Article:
-Traditional Sandbag: Buy sand from the home improvement store, usually 5 bucks a bag for 50 lbs. Buy as many as you need and can fit in your bag. Stuff as many of these as you can into a polyester laundry bag (usually two) Cinch it up tight and start lifting. For added security against sand leakage, wrap the bags in a plastic trash bag first.
-Salt Sandbag: Same as above but using water softener salt bags instead of sand. These are usually sold in 40 lb. bags, so if 50 or 100 lbs. is too much, here is your answer. Cost is about the same as a 50 lb. bag of sand.
Advantage: Less likely to leak.
Disadvantage: Doesn’t yield its shape as well as sand; therefore it can be harder to stuff inside a bag.
-Dump it and fill it: Use rocks, dirt, gravel or another material that won’t hold it’s shape. Dump it into a plastic bag and then into a duffel, or a laundry bag as above. Seal it up tight and you’re done. You can also do this with sand and salt, which may allow you to fill the bag with more material and consequently, more weight.
The last option is to mix and match any of the methods above. The key is to make sure that whatever material you use to fill the bag is sealed up tight. Leakage is not fun. So go get a good bag and fill it with something, you’ll have fun and get a great workout!
For a sample workout, go here: http://mosladder.hubpages.com/hub/A-Great-Functional-and-Fight-Workout-To-Build-Whole-Body-Strength
When it comes to exercise equipment for the home gym, there is no shortage of choices. No matter what your goal, how much space, time or money you have, there are always dozens of goodies for your home workout space. But what do you really need and what works?
The answer is that a lot of home gym equipment would work a lot better if the person using it put more effort into it! Seriously, though, there are some things more deserving of your precious time and money. Here are Mo’s top choices. They were chosen for price, space efficiency and effectiveness, but if you really want a big power rack capable of spotting your 500 pound squat, go for it. You certainly get a lot of value for your money.
1. Homemade Suspension Trainer: There are dozens of ways to make a homemade suspension trainer, but the easiest, and cheapest is rope and pvc pipe. If you don’t know how to make this, you can read how here: Functional Suspension Training Tools
2. Homemade Suspension Trainer, Chains: As with the rope and pvc pipe version, the chain you need for this is pretty cheap. You will need eyehooks for the ceiling joists, about 20 feet of chain, and four carabiners. So this is a little more expensive than #1, but still a bargain and with the added advantage of quick and easy adjustment.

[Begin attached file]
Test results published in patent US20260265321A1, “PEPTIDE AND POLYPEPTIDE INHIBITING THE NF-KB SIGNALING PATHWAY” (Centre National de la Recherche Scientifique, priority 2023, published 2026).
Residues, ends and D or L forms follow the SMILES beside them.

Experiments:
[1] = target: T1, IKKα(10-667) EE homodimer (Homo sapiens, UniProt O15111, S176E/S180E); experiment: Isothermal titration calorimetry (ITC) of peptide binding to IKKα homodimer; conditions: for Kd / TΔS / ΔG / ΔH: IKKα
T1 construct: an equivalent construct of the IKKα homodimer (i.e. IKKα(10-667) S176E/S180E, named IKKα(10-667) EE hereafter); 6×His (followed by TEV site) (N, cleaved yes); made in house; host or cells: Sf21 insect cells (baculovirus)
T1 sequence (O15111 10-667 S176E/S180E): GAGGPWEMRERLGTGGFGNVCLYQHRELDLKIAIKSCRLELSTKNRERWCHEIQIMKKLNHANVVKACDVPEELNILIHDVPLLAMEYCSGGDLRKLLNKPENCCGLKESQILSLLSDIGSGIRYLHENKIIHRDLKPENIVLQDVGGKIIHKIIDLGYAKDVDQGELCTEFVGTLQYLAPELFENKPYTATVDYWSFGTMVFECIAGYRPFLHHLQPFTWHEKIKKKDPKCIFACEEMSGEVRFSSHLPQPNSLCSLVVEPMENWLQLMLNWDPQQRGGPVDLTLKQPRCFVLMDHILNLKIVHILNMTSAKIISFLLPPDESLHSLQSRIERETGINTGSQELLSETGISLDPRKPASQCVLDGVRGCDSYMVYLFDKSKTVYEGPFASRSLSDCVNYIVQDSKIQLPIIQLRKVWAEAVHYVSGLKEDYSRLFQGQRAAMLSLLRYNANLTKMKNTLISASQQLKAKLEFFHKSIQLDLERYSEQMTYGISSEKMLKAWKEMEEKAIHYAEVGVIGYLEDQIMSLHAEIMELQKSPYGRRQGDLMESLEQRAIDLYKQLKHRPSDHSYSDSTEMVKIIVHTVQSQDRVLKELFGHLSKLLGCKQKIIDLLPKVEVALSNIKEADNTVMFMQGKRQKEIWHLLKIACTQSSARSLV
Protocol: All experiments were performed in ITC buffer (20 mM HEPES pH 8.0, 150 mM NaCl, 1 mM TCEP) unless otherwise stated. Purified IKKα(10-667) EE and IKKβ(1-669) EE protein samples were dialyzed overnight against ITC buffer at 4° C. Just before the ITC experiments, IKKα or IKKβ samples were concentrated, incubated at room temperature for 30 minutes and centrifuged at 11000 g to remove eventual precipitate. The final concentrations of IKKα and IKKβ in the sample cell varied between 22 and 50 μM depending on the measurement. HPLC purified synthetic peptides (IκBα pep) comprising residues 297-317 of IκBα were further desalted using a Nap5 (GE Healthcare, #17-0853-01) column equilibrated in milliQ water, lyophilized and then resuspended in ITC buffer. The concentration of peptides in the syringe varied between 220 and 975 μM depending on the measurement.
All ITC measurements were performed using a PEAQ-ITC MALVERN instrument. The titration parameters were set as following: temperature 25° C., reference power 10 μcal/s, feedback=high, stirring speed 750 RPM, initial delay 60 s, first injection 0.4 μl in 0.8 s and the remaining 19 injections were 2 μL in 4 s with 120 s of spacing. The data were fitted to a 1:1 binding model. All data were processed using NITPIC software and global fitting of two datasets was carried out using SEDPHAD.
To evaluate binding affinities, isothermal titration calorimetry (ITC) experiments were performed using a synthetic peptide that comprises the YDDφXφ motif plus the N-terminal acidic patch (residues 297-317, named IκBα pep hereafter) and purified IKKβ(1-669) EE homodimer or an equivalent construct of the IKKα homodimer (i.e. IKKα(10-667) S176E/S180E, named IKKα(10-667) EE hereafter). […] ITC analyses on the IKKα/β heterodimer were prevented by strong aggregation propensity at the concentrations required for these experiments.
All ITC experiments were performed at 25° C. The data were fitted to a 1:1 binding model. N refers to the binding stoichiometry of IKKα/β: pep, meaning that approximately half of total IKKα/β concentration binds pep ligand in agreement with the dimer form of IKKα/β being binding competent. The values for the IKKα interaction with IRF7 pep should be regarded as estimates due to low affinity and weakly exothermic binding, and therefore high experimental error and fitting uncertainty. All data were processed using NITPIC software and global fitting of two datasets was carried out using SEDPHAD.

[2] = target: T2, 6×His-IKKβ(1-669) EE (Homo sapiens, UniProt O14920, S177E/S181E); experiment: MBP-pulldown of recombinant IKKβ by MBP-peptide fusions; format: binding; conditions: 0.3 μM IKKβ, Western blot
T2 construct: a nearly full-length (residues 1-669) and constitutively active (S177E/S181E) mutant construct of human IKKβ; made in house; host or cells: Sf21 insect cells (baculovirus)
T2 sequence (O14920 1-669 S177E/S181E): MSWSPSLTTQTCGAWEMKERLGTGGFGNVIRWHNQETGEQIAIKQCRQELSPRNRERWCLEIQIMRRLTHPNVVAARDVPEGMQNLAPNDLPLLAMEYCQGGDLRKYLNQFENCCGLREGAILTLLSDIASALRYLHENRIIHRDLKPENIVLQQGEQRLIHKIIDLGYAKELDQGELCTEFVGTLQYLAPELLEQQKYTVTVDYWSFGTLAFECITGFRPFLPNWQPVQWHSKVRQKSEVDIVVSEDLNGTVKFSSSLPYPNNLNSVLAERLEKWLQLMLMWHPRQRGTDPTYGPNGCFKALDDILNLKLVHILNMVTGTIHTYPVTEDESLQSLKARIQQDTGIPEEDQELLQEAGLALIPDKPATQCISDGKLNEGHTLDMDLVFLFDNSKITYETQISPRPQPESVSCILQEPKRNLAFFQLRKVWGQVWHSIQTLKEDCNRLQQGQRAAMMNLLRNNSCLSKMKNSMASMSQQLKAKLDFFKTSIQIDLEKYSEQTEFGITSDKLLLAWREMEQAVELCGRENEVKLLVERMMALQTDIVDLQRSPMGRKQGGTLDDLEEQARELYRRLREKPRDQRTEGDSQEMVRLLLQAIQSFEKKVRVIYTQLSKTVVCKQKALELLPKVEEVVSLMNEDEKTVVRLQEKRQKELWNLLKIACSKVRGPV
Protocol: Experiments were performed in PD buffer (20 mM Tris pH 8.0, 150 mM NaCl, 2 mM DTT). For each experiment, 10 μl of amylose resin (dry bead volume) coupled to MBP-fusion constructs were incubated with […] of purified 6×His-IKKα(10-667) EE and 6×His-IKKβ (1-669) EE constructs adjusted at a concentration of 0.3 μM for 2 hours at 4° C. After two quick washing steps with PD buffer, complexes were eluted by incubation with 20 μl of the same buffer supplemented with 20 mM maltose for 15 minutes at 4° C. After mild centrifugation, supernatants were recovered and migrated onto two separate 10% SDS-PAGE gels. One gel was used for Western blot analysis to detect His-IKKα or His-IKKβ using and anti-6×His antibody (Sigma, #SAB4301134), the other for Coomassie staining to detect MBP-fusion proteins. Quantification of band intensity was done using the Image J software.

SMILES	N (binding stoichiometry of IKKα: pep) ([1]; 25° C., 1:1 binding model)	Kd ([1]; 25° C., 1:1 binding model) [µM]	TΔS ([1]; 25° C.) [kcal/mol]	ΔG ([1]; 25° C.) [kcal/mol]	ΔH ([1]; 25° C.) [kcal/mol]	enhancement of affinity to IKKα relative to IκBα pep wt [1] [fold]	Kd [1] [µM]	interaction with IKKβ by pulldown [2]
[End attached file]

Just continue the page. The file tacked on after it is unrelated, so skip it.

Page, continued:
3. The Real Suspension Trainers: Read: TRX or Jungle Gym XT. A lot of people love the Jungle Gym XT for the split design and comfortable handles and foot cradles. But they are both comfortable, and TRX is built like a tank. Check it out:
4. Dumbbells: You can get as fancy or cheap as you want with these. You might be thinking BowFlex Selecttech right? Well, sure, those are nice, they have some that go up to 90 lbs. and they take up little space. They fail in the price category, however. Several hundred dollars per pair.
Advantages: Multiple dumbbells in one, quick adjustment, ergonomic handles you will love, and a handy stand for setting them on.
Disadvantages: Expensive, big. The dumbbells are BIG.
You can get a lot of bang for the buck by spending less than $100 on an adjustable pair. You know, the ones with the spinning collars? With some imagination, this a complete gym, and buying extra plates is cheap and easy.
5. Medicine Balls or Sandbags: Both of these can be improvised, but I suggest popping for good medicine balls. They are well worth the money. Notice I used the plural? Buy a set with a minimum weight of 4 or 5 pounds and a mazimum weight of 10 or 12. Alone, these can be a great workout (see: Medicine Ball Workouts )
Combined with bodyweight exercises and plyometrics, medicine balls will kick, your, butt.
On the other hand, sandbags can be improvised for a few bucks. Buy sand or salt (like the kind used in a water softener,) tape the ends, secure in plastic trash bags, and stuff inside a duffle or quick-tie sack. You will want three: One light, one moderate, and one brutally heavy.
Have other ideas? Looking for cardo equipment? Sorry if it didn’t make this list, but if cardio is what you really want, hit the road. On your feet that is. If you want to build some lean, fat-burning muscle, however, the equipment listed above will provide hours of gut-grinding, muscle pumping entertainment. Check out the articles below for some on ideas on getting started:
Looking for rope, chain, or sandbags?